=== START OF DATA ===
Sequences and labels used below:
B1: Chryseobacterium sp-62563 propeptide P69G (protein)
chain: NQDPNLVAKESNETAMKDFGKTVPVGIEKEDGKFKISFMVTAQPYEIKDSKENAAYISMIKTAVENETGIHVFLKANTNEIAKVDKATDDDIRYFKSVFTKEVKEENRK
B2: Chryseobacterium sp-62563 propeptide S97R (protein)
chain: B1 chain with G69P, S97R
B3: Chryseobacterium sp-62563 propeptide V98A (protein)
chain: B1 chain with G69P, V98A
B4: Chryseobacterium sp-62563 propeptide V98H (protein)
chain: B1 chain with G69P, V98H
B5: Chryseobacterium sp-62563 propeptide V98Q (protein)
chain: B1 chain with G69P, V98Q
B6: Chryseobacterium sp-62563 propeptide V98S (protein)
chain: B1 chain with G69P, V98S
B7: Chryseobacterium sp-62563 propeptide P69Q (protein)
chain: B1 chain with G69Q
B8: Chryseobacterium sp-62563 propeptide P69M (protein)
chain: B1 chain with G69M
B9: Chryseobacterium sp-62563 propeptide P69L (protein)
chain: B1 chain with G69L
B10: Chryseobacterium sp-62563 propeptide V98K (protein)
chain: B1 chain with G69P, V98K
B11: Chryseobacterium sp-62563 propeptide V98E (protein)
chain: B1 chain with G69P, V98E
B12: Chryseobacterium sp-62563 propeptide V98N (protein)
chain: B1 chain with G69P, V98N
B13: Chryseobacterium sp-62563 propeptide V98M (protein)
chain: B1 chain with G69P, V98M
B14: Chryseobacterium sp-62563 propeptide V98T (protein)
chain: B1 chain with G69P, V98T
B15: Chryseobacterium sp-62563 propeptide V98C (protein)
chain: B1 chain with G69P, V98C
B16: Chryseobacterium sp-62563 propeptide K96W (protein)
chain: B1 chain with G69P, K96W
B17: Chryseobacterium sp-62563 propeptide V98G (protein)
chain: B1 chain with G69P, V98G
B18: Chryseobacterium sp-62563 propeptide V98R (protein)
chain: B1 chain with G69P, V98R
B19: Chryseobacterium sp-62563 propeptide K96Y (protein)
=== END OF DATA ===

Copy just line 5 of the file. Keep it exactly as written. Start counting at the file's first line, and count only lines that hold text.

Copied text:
chain: B1 chain with G69P, S97R